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She’s a songwriter and Fleetwood Mac member. Christine McVie also shared her appreciation for other popular bands in the 1960s and 1970s, specifically naming the Beatles and the Beach Boys. 

Christine McVie appeared as a songwriter for Fleetwood Mac 

Stevie Nicks and Christine McVie performs during the 2018 iHeartRadio Music Festival
Stevie Nicks and Christine McVie performs during the 2018 iHeartRadio Music Festival | Kevin Mazur/Getty Images for iHeartMedia

At the time of Rumours’s release, Christine McVie, John McVie, Stevie Nicks, Lindsey Buckingham, and Mick Fleetwood were full-time band members. McVie took on an added role as a songwriter for the band, writing “Songbird” and other tracks for the band. 

Christine McVie mentioned some of her favorite artists — including the Beach Boys and The Beatles

McVie later shared her support of other musicians and bands. That includes the legendary rock band behind “Here Comes the Sun,” “Let It Be,” and “Twist and Shout” — The Beatles, who was added to a list of artists that “move [her] the most.”

“I’m a big fan of Steely Dan; the Beach Boys; Crosby, Stills, Nash, and Young,” McVie said during an interview with Rolling Stone. “I like quite a broad range of people, and my favorite… the Beatles, of course. Some of their songs move me to tears.”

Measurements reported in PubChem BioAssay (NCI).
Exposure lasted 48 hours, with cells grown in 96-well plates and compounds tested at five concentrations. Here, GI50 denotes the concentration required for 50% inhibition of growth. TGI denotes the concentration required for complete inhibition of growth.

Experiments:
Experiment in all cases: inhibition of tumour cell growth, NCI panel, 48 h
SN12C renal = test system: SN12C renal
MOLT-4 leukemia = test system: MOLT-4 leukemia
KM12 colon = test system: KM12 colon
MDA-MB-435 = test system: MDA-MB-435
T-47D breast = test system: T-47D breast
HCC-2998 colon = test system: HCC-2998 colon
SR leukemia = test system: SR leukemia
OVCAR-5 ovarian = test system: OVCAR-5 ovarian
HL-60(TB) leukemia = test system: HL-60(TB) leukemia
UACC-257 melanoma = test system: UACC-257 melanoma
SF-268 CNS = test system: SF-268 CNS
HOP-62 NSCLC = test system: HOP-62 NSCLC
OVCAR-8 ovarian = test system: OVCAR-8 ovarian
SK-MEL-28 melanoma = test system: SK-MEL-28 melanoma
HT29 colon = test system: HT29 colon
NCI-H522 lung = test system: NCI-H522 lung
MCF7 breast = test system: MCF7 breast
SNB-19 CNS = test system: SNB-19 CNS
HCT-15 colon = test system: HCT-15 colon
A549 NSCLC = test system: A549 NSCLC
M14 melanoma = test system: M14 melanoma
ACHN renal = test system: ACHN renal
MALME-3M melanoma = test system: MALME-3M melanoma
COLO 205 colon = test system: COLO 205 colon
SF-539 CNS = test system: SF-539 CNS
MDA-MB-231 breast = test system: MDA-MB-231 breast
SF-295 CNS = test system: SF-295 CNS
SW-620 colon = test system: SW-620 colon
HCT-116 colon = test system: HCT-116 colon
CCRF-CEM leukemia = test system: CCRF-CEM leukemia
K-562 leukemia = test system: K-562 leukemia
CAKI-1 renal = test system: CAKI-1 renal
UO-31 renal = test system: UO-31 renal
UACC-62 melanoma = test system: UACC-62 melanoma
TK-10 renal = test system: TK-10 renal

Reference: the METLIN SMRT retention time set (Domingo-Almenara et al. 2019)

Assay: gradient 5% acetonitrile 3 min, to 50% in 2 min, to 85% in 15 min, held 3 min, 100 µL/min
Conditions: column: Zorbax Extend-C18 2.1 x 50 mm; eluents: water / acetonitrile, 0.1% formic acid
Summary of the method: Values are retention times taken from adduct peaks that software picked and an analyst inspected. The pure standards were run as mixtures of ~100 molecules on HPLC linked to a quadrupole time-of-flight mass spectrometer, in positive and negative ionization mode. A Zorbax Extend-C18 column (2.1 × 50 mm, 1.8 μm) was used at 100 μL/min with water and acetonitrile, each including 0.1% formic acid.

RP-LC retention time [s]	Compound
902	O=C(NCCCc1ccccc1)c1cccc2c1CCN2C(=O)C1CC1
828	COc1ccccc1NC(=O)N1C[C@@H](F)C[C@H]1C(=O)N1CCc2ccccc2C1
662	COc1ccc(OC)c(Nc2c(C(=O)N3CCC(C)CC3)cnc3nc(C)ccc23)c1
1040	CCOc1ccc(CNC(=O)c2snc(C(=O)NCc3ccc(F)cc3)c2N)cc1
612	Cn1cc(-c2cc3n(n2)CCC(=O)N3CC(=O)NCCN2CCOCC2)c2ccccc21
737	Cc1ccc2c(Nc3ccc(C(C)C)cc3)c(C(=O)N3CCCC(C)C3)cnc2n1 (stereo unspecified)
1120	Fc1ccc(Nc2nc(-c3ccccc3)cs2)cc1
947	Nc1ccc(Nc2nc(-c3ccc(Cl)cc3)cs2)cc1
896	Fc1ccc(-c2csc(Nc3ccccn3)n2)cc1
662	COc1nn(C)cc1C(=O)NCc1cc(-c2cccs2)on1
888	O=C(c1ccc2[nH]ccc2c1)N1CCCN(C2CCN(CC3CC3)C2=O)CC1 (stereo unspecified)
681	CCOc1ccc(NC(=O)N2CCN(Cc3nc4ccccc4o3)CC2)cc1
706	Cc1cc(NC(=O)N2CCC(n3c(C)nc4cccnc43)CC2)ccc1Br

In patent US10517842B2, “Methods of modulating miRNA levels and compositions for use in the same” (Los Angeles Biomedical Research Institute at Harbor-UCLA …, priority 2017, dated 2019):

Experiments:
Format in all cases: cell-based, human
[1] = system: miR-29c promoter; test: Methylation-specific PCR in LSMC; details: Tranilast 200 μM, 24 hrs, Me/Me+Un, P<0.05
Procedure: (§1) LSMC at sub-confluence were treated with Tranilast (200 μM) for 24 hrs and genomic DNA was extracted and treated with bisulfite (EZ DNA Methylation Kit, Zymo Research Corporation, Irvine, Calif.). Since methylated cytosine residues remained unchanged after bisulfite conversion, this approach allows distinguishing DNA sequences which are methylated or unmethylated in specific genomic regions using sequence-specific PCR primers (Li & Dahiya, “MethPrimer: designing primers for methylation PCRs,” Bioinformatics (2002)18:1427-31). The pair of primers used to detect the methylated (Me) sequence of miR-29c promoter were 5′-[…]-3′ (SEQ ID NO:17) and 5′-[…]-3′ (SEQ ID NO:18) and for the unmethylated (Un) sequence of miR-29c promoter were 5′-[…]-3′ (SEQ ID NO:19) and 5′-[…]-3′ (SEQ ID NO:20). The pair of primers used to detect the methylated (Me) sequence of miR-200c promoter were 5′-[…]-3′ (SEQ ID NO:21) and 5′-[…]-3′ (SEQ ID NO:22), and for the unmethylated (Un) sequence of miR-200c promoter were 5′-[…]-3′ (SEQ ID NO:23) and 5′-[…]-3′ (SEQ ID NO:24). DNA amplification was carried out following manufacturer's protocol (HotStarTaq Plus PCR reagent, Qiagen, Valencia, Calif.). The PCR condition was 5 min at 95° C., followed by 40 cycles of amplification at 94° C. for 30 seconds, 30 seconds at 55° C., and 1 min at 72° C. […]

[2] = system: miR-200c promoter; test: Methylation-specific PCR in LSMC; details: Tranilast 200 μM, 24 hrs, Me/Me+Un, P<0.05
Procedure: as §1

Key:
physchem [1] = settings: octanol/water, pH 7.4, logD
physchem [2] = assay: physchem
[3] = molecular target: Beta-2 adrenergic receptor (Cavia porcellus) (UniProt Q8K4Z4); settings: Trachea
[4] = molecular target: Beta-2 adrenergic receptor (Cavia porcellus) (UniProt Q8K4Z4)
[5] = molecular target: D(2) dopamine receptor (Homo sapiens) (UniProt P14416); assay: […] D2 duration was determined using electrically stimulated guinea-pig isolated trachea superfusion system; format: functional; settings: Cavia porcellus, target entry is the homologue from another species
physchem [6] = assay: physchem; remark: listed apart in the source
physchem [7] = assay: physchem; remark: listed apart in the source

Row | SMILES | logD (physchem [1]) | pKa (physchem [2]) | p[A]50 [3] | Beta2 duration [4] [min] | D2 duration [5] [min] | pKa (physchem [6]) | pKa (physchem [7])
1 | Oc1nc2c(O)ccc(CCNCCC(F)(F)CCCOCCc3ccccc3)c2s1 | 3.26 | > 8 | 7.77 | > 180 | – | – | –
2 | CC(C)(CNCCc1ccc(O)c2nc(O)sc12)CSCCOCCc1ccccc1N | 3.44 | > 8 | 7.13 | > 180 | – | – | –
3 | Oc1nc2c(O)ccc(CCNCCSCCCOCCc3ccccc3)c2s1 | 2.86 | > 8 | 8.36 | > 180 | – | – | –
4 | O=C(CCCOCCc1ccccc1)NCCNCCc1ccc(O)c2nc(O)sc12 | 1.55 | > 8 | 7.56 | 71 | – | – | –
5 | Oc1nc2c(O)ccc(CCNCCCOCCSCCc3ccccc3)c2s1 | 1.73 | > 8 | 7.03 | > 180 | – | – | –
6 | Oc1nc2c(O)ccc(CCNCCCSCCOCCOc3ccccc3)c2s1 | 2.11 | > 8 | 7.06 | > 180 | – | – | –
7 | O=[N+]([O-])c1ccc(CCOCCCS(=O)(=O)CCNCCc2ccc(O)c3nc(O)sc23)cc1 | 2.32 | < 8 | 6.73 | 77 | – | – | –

McVie briefly had a relationship with the Beach Boys’ Dennis Wilson. McVie even dedicated a song on Fleetwood Mac’s last LP, Mirage, to her ex-boyfriend. That was  “Only Over You,” with the record sleeve stating “with special thanks for inspiration to Dennis Wilson.”

“I related to them, and obviously to Dennis really well, although Dennis was a bit of a madman,” McVie elaborated. “But we got on really well. I just really loved their music. Carl Wilson in particular — loved his voice.”


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The Beatles mentioned how Fleetwood Mac inspired their music

The Beatles released music around the same time as Fleetwood Mac, with both groups pulling inspiration from one another. That’s especially true of the Beatles’ 1969 album Abbey Road.

“That’s where we pretend to be Fleetwood Mac for a few minutes,” John Lennon said in a 1969 interview, according to Cosmic Magazine after Abbey Road’s debut. George Harrison also mentioned how Fleetwood Mac inspired “Sun King” in 1987.

“At the time, ‘Albatross’ was out,” Harrison said, according to the same website, mentioning the 1968 Fleetwood Mac single, “with all the reverb on guitar.“

“We did the introduction, we call it the ‘Sun riff,’ the little instrumental bit that’s like Fleetwood Mac,” Lennon said of the same song, according to the same source, “before we start singing, and we did it again at the end, so we are able to sing it to make them different, you know, so it wasn’t just the same riff.”

Lennon even mentioned meeting Fleetwood Mac (before Nicks and Buckingham joined) during the Disney+ documentary series The Beatles: Get Back

“They’re so sweet, man,” John told the other Beatles. “And their lead singer’s great. You know, looks great, and he sort of sings quiet as well. He’s not a shouter.”